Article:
The Finnish Cultural Foundation launched a massive programme called Myrsky (Storm) in 2008. By 2011, Storm had provided €5 million for 87 art projects directed at young people in different parts of Finland. In all, approximately 14,000 teenagers got involved in the programme through regular activities under the direction of professional artists.
The Storm projects were targeted particularly at ordinary youngsters. Storm placed professionally-run arts activities within reach even of young people for whom access to the arts was difficult for either social or financial reasons. The projects varied greatly in size. Most of them drew a few dozen or even several hundred youngsters, though some were much smaller or larger. Many of the projects freely combined various forms of art on the borderlines of popular, youth and high culture.
For three years Storm activities were also the topic of a research project Young people as art makers, coordinated by the Finnish Youth Research Network. The conclusion was that creating art increased the youngsters’ happiness, joy of living, and communal abilities and skills. The opportunities for artistic youth activities should be improved in society, because art strengthens youngsters’ social participation. One of Storm’s objectives has indeed been to make art an integral element of local youth work.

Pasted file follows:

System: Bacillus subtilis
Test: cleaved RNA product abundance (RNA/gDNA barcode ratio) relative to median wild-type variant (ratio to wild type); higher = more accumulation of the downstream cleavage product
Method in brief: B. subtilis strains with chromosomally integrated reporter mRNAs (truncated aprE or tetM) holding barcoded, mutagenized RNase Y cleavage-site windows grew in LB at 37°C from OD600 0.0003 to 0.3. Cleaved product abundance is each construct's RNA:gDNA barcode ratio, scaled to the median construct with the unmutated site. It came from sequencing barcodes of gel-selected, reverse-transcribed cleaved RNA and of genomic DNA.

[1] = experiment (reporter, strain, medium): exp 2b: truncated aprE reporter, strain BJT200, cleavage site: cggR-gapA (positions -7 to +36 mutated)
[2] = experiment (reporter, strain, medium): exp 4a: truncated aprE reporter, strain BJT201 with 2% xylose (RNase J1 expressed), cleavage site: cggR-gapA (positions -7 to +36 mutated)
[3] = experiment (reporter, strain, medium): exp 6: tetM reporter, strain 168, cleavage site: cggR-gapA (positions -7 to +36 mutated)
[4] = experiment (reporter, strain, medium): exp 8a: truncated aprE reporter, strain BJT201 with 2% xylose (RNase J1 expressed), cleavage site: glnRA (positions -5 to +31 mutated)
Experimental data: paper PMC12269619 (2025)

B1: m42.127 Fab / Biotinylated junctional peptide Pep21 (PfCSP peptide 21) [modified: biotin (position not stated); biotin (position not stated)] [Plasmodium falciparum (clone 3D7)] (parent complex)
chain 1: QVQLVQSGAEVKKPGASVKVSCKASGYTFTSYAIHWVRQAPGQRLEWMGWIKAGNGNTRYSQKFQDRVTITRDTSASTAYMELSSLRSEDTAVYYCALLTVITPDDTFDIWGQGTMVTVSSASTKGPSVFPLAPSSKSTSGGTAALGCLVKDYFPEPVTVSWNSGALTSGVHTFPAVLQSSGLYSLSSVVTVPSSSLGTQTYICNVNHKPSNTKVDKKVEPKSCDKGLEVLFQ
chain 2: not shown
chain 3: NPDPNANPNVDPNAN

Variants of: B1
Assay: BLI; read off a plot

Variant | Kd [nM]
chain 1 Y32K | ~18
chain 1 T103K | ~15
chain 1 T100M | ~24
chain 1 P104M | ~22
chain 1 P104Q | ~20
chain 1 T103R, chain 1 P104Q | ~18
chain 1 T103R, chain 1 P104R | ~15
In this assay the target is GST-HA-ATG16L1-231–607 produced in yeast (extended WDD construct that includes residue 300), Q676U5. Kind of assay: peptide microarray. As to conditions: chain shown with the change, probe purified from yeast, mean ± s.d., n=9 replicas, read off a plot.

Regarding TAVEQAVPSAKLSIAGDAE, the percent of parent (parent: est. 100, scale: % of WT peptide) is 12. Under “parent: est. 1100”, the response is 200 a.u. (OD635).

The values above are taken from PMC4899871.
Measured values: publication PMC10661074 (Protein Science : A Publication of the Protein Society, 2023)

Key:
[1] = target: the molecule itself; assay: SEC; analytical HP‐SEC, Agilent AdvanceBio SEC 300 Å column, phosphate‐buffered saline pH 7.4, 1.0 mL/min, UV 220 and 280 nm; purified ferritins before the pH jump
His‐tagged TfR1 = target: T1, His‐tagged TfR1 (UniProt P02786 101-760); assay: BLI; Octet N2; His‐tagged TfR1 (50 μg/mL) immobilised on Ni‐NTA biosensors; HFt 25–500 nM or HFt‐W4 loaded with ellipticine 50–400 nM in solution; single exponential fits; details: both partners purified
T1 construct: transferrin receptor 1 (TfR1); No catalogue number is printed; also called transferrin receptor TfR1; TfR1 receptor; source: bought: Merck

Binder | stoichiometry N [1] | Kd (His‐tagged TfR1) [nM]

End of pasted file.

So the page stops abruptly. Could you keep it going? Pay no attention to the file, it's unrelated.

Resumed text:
The Finnish Cultural Foundation was committed to maintaining the Storm programme for three years. In spring 2011 the Finnish Children and Youth Foundation took over the responsibility for Storm.
Art creates well-being for thousands of youngsters (pdf)
(Annual report 2011)
Winds of change in the future, too (pdf)
(Annual report 2010)